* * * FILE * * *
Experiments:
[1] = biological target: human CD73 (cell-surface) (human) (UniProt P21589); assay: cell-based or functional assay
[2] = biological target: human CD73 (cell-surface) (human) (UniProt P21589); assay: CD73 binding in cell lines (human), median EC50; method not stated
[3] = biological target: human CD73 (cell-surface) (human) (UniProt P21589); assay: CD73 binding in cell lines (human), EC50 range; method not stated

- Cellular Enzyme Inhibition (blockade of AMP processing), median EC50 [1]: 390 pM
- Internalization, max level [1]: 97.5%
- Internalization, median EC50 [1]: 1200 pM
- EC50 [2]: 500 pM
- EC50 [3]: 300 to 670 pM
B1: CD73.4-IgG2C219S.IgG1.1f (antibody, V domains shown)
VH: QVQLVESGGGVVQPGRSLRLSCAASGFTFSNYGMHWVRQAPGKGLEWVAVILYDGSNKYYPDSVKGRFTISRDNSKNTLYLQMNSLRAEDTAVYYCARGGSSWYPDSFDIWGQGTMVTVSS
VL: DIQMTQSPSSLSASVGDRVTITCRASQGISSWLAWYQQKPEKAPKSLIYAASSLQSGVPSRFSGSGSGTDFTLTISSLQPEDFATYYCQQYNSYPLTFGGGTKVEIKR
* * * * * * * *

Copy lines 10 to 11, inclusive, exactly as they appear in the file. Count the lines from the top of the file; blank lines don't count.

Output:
B1: CD73.4-IgG2C219S.IgG1.1f (antibody, V domains shown)
VH: QVQLVESGGGVVQPGRSLRLSCAASGFTFSNYGMHWVRQAPGKGLEWVAVILYDGSNKYYPDSVKGRFTISRDNSKNTLYLQMNSLRAEDTAVYYCARGGSSWYPDSFDIWGQGTMVTVSS